Monday October 15, 2012
Helping children with special needs achieve their potential
By WINNIE YEOH
Special needs children are teachable and the ‘girls in green’ are out to help every kid develop to his full potential.
PEALS of laughter and the sweet voices of children singing can often be heard from a house in Jalan Balik Pulau in Air Itam, Penang. This is Shine Like Star Children Learning Centre which serves children with special needs such as autism, Angelman syndrome, attention deficit hyperactivity disorder and learning difficulty.
Every Thursday from 8pm to 10pm, a group of volunteers dressed in apple green polo T-shirts turn up at the centre to make learning fun for the children. There will be singing and storytelling sessions before the children split up for classes.
Working with the children has been a rewarding experience for boutique owner Lim Jie Ying, 26.
“I signed up as a volunteer without any prior knowledge of how to interact with special needs children. It might take some time for them to warm up to you and when they do, they can be very affectionate,” said Lim. She recalled that she felt slightly dejected initially when the children did not take notice of her.
“I was sure they would open up to me once they got to know me better. True enough, they slowly got used to having me around and eventually grew fond of me.
“Now they would give me a hug or hold my hands whenever they see me,” said Lim, her face lighting up as she talked about her experiences.
Bank manager Ooi Ai Hoon, 37, who was with the centre from day one, said she had always wanted to reach out to the less privileged and teaching special needs children helped her to unwind after a hectic day at work.
“I feel that special needs children are often ignored or neglected by their peers. I had imagined them to be difficult to get along with, but it turned out that they can take instructions well and are a joy to be with,” said Ooi.
Founded in March last year, administrator Lim Phaik Kian, 47, said that the centre was a community service arm set up by the Penang First Assembly of God (Mandarin section) as there was a growing need to assist special needs children and their parents.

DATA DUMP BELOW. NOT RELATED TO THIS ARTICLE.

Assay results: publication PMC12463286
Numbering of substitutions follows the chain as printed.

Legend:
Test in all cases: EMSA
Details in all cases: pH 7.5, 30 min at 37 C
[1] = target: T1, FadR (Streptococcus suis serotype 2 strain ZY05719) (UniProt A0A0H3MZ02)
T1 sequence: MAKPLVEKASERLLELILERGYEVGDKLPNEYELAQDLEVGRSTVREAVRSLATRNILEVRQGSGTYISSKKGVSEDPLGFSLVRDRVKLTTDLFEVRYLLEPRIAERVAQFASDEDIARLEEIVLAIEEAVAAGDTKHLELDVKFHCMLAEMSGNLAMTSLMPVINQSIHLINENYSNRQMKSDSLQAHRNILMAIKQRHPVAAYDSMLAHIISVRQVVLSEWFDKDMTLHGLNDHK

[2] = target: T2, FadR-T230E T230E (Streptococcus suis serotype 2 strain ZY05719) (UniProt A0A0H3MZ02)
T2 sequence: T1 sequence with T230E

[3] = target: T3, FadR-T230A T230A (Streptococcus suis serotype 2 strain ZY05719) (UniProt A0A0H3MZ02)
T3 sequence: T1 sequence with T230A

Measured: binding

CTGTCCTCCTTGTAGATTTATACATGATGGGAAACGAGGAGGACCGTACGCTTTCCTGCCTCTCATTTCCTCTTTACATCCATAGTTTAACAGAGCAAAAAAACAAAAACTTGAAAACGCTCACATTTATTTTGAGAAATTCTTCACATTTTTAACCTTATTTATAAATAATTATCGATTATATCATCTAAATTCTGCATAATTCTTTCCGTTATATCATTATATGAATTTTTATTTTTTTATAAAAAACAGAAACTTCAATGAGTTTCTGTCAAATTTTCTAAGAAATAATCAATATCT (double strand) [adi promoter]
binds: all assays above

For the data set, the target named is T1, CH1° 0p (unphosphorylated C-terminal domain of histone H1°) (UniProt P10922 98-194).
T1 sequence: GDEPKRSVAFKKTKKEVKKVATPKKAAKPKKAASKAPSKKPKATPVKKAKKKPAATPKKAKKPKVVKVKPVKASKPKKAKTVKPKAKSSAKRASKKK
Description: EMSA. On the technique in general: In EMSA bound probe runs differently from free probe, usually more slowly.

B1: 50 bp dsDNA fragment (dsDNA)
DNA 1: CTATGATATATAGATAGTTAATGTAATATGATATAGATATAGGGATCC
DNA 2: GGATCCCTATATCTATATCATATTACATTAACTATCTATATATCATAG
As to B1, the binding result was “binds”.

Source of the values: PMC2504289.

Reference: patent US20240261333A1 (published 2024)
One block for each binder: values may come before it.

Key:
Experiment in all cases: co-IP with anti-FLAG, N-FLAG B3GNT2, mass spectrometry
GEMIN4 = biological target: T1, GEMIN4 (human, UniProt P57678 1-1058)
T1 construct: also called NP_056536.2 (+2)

Lim was a goldsmith before she opted to leave the lucrative trade to become a full-time kindergarten teacher six months ago, after she got involved in voluntary work.
“The centre aims to explore the potential of every child and help improve communications within the family,” she said.
“When we first started the centre, we realised many parents needed help in reaching out to their children, or to help their children to learn.
“Aside from special needs children, we also take in their siblings as they are sometimes neglected by their parents who are often preoccupied with their special needs child. Sometimes this triggers behavioural problems in their other children.
“Children with special needs often face rejection from the community and it is important for them to feel accepted. Currently, we have six children on our waiting list,” said Lim.
Volunteer Lee Mooi Sok, 33, said her seven-year-old son, who is autistic and a slow learner, has shown improvement after going to the centre for about a year.
“Before that, he had minimal speech and a short attention span. Now he has picked up more words, makes eye contact and has become noticeably sociable,” said Lee.
She added that she had also picked up extra skills in the course of helping the special needs children at the centre.
“I feel encouraged when the children become more responsive to us. While helping other children, I also get to learn more techniques from other volunteers, which I can apply on my son back home. Every little bit we do helps. Whatever goes around, comes around,” Lee added.
For enquiries on Shine Like Star Children Learning Centre, e-mail firstname.lastname@example.org.